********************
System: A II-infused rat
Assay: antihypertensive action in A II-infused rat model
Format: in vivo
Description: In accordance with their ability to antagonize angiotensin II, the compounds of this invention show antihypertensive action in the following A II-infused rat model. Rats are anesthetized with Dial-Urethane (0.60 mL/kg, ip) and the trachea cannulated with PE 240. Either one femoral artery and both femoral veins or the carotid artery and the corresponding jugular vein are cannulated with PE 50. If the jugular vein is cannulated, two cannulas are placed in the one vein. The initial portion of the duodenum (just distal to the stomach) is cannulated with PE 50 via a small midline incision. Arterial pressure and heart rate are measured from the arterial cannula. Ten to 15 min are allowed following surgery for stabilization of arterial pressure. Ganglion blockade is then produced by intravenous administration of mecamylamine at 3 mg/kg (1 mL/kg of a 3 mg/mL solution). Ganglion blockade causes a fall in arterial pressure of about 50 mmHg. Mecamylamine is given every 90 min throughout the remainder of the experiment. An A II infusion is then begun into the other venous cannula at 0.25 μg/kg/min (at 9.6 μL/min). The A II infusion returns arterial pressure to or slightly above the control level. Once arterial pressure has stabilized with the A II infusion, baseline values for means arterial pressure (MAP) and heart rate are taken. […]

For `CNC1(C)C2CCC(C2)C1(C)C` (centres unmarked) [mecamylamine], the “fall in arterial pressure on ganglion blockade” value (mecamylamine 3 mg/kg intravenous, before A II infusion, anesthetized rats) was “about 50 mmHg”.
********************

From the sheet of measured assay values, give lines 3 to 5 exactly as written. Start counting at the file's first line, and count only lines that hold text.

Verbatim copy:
Format: in vivo
Description: In accordance with their ability to antagonize angiotensin II, the compounds of this invention show antihypertensive action in the following A II-infused rat model. Rats are anesthetized with Dial-Urethane (0.60 mL/kg, ip) and the trachea cannulated with PE 240. Either one femoral artery and both femoral veins or the carotid artery and the corresponding jugular vein are cannulated with PE 50. If the jugular vein is cannulated, two cannulas are placed in the one vein. The initial portion of the duodenum (just distal to the stomach) is cannulated with PE 50 via a small midline incision. Arterial pressure and heart rate are measured from the arterial cannula. Ten to 15 min are allowed following surgery for stabilization of arterial pressure. Ganglion blockade is then produced by intravenous administration of mecamylamine at 3 mg/kg (1 mL/kg of a 3 mg/mL solution). Ganglion blockade causes a fall in arterial pressure of about 50 mmHg. Mecamylamine is given every 90 min throughout the remainder of the experiment. An A II infusion is then begun into the other venous cannula at 0.25 μg/kg/min (at 9.6 μL/min). The A II infusion returns arterial pressure to or slightly above the control level. Once arterial pressure has stabilized with the A II infusion, baseline values for means arterial pressure (MAP) and heart rate are taken. […]

For `CNC1(C)C2CCC(C2)C1(C)C` (centres unmarked) [mecamylamine], the “fall in arterial pressure on ganglion blockade” value (mecamylamine 3 mg/kg intravenous, before A II infusion, anesthetized rats) was “about 50 mmHg”.